Still, regardless of this perk, something just feels wrong about Jack and Mike. In place of human conversation, a sarcastic male voice now greets 93.1’s Los Angeles listeners with the same schtick every time. Clearly, he’s too cool for school, he’s anti-establishment, he has nothing to do with those saccharin-sweet DJs who clog up the airways—because he’s a recording and doesn’t waste your time with old-fashioned niceties.

Despite his rebellious tone, this disembodied voice represents the radio industry’s best attempt to stay in business. In the face of iPod proliferation, YouTube listening, and online radio streaming, the traditional dial is in the midst of a crisis. Americans have turned away from FM and AM, and they don’t seem to be turning back any time soon. Desperate, stations have tried to innovate. The BBC reported over two years ago: “In an attempt to woo listeners, a number of them are broadening their playlists, putting all the tunes on shuffle and ditching the DJs altogether.” Why did the BBC pick up the story? Because all of a sudden, America’s Jack FM had hit Oxford, too.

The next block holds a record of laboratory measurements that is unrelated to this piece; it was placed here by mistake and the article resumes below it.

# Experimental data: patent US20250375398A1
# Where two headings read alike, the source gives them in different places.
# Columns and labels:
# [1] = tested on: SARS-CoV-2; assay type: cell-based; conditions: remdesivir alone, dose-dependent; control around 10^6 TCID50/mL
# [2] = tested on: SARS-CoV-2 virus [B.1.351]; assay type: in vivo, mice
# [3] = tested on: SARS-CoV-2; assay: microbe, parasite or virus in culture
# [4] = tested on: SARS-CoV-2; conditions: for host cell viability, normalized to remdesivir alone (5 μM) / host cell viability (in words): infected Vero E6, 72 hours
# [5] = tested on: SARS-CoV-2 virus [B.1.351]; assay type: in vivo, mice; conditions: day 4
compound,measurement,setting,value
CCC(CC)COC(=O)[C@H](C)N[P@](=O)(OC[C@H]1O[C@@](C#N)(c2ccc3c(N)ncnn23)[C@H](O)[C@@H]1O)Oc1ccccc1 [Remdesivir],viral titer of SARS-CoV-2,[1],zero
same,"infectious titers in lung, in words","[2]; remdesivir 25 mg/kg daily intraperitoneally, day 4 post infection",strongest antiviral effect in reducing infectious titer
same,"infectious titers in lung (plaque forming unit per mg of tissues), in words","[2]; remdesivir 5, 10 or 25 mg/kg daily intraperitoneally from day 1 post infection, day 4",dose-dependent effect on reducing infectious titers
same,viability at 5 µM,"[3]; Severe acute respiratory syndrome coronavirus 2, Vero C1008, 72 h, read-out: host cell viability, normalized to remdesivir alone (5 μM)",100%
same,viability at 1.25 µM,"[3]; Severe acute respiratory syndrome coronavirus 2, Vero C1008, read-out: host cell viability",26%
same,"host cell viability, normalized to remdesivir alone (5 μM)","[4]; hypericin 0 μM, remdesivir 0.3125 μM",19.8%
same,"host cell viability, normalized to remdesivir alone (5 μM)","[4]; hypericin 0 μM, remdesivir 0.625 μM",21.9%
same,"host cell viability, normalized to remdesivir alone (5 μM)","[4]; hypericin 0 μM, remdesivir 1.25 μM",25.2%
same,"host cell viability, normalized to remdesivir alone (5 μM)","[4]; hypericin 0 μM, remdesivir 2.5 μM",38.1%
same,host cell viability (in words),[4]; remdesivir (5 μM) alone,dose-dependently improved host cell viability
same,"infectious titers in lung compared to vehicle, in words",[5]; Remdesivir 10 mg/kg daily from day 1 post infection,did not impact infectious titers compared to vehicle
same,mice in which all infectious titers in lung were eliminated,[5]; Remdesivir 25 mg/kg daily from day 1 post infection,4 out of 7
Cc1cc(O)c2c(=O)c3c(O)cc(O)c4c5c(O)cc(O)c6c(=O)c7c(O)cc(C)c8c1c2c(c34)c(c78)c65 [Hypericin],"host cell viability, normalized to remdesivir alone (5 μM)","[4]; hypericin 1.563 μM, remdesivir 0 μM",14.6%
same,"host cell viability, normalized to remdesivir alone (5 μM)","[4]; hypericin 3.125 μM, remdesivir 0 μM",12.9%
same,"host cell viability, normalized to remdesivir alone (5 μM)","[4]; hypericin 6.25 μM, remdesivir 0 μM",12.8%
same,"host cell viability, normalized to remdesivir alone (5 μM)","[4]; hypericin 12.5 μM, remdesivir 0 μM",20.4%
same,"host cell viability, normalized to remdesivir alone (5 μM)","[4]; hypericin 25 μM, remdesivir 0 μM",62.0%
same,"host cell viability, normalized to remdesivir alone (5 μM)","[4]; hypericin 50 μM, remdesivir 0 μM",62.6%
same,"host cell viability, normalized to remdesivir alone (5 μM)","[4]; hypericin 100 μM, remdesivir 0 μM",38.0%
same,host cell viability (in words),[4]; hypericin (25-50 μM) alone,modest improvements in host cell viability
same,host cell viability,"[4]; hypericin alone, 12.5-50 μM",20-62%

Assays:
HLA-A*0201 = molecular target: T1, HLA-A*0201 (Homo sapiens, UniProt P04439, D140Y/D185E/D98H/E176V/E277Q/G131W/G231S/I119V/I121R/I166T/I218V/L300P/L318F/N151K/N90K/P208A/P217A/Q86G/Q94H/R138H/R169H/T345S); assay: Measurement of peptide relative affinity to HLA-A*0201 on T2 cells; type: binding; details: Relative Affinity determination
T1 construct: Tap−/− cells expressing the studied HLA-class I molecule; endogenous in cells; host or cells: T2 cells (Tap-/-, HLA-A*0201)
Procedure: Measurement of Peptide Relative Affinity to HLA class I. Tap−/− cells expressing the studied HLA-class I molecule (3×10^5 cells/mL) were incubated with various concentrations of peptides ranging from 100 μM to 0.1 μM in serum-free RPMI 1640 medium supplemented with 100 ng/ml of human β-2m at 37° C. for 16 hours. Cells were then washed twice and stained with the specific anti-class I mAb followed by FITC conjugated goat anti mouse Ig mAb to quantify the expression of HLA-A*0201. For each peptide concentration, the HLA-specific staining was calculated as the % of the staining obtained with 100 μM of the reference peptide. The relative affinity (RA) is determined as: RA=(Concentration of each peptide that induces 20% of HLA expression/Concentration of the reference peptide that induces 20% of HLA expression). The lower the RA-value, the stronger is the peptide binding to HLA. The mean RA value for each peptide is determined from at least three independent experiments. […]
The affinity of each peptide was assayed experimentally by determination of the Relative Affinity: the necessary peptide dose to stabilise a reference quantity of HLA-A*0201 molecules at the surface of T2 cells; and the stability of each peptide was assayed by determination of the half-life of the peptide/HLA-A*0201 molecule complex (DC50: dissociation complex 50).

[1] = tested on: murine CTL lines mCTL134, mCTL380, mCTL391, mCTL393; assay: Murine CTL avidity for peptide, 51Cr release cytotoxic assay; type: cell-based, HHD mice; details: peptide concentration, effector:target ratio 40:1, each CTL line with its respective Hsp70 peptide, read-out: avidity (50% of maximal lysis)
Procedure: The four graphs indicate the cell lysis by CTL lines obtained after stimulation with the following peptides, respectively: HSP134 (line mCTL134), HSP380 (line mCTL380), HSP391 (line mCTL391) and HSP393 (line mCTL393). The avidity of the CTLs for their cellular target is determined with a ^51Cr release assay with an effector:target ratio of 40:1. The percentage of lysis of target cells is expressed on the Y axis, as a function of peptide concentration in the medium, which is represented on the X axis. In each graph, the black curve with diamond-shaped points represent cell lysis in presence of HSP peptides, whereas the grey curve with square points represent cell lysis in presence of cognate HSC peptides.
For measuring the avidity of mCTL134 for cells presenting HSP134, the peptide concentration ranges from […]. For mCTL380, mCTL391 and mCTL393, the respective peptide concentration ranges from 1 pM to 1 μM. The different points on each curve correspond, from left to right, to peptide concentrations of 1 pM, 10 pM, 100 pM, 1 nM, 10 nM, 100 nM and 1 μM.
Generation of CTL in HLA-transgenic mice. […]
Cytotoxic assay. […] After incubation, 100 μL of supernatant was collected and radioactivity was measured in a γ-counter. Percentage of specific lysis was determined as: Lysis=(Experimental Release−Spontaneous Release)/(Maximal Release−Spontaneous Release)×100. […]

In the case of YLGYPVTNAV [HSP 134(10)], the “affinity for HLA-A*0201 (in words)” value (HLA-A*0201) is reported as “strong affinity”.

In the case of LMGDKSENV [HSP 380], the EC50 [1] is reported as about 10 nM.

In the end, this new form of radio could just as well be an iPod—the only difference being that it’s not your particular iPod and therefore provides some variety. But listeners don’t just tune in to the radio for a new song or two. We switch on the dial for the community we find there, confident that a population of other listeners is singing along to the same tune we’re humming. When we pull up to a stoplight and hear an identical bass beat out of the car by our side, we forge an unspoken connection with that anonymous driver. And, ultimately, we feel like there’s a person out there orchestrating it all—someone who cares deeply about the tune that played before, and the one that will play next. When you’re driving down that highway well past 1 a.m. and the lanes are empty as your headlights cut through the night, there’s nothing like knowing that somewhere, far away, you’ve got company.

Molly M. Strauss ’11, an associate editorial editor, is a social studies concentrator in Winthrop House.